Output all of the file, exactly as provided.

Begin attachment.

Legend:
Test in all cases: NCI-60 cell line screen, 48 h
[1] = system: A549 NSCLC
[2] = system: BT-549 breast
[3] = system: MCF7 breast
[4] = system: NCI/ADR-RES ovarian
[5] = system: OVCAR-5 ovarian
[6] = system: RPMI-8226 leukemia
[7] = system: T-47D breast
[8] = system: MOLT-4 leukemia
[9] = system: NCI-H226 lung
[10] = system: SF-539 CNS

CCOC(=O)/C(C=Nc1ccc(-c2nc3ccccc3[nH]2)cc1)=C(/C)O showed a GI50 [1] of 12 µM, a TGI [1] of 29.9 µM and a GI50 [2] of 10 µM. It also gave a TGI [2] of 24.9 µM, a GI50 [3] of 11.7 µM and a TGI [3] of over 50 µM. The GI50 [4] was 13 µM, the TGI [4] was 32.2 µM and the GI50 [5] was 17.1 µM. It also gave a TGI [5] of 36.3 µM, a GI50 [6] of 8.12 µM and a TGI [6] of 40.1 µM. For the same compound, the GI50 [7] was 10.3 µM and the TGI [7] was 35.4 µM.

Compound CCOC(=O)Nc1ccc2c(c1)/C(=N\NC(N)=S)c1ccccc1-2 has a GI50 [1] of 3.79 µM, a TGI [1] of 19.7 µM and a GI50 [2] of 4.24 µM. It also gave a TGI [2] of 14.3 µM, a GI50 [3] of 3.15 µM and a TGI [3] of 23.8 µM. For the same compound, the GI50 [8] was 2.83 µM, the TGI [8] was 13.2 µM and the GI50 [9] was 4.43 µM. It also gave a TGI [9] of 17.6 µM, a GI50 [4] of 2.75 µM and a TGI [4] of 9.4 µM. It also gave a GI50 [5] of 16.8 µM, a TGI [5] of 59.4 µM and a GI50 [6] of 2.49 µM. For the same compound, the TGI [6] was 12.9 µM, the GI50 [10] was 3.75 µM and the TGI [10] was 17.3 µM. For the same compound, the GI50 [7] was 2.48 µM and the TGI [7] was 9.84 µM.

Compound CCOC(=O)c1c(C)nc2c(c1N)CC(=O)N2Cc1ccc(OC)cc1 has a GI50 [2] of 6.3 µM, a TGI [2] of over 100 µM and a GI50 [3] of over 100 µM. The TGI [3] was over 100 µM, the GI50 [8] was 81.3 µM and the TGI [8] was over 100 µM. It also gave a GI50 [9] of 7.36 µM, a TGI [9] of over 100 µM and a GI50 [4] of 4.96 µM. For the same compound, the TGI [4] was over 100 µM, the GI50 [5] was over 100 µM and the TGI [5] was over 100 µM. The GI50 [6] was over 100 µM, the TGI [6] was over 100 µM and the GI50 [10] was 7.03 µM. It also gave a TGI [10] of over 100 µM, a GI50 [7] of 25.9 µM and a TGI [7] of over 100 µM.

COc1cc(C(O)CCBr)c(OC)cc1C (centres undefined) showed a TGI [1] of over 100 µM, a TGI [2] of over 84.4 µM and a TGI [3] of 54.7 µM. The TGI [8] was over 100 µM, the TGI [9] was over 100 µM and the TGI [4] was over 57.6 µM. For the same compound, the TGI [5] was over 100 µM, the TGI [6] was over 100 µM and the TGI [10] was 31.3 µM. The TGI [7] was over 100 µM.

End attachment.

Legend:
Test in all cases: NCI-60 cell line screen, 48 h
[1] = system: A549 NSCLC
[2] = system: BT-549 breast
[3] = system: MCF7 breast
[4] = system: NCI/ADR-RES ovarian
[5] = system: OVCAR-5 ovarian
[6] = system: RPMI-8226 leukemia
[7] = system: T-47D breast
[8] = system: MOLT-4 leukemia
[9] = system: NCI-H226 lung
[10] = system: SF-539 CNS

CCOC(=O)/C(C=Nc1ccc(-c2nc3ccccc3[nH]2)cc1)=C(/C)O showed a GI50 [1] of 12 µM, a TGI [1] of 29.9 µM and a GI50 [2] of 10 µM. It also gave a TGI [2] of 24.9 µM, a GI50 [3] of 11.7 µM and a TGI [3] of over 50 µM. The GI50 [4] was 13 µM, the TGI [4] was 32.2 µM and the GI50 [5] was 17.1 µM. It also gave a TGI [5] of 36.3 µM, a GI50 [6] of 8.12 µM and a TGI [6] of 40.1 µM. For the same compound, the GI50 [7] was 10.3 µM and the TGI [7] was 35.4 µM.

Compound CCOC(=O)Nc1ccc2c(c1)/C(=N\NC(N)=S)c1ccccc1-2 has a GI50 [1] of 3.79 µM, a TGI [1] of 19.7 µM and a GI50 [2] of 4.24 µM. It also gave a TGI [2] of 14.3 µM, a GI50 [3] of 3.15 µM and a TGI [3] of 23.8 µM. For the same compound, the GI50 [8] was 2.83 µM, the TGI [8] was 13.2 µM and the GI50 [9] was 4.43 µM. It also gave a TGI [9] of 17.6 µM, a GI50 [4] of 2.75 µM and a TGI [4] of 9.4 µM. It also gave a GI50 [5] of 16.8 µM, a TGI [5] of 59.4 µM and a GI50 [6] of 2.49 µM. For the same compound, the TGI [6] was 12.9 µM, the GI50 [10] was 3.75 µM and the TGI [10] was 17.3 µM. For the same compound, the GI50 [7] was 2.48 µM and the TGI [7] was 9.84 µM.

Compound CCOC(=O)c1c(C)nc2c(c1N)CC(=O)N2Cc1ccc(OC)cc1 has a GI50 [2] of 6.3 µM, a TGI [2] of over 100 µM and a GI50 [3] of over 100 µM. The TGI [3] was over 100 µM, the GI50 [8] was 81.3 µM and the TGI [8] was over 100 µM. It also gave a GI50 [9] of 7.36 µM, a TGI [9] of over 100 µM and a GI50 [4] of 4.96 µM. For the same compound, the TGI [4] was over 100 µM, the GI50 [5] was over 100 µM and the TGI [5] was over 100 µM. The GI50 [6] was over 100 µM, the TGI [6] was over 100 µM and the GI50 [10] was 7.03 µM. It also gave a TGI [10] of over 100 µM, a GI50 [7] of 25.9 µM and a TGI [7] of over 100 µM.

COc1cc(C(O)CCBr)c(OC)cc1C (centres undefined) showed a TGI [1] of over 100 µM, a TGI [2] of over 84.4 µM and a TGI [3] of 54.7 µM. The TGI [8] was over 100 µM, the TGI [9] was over 100 µM and the TGI [4] was over 57.6 µM. For the same compound, the TGI [5] was over 100 µM, the TGI [6] was over 100 µM and the TGI [10] was 31.3 µM. The TGI [7] was over 100 µM.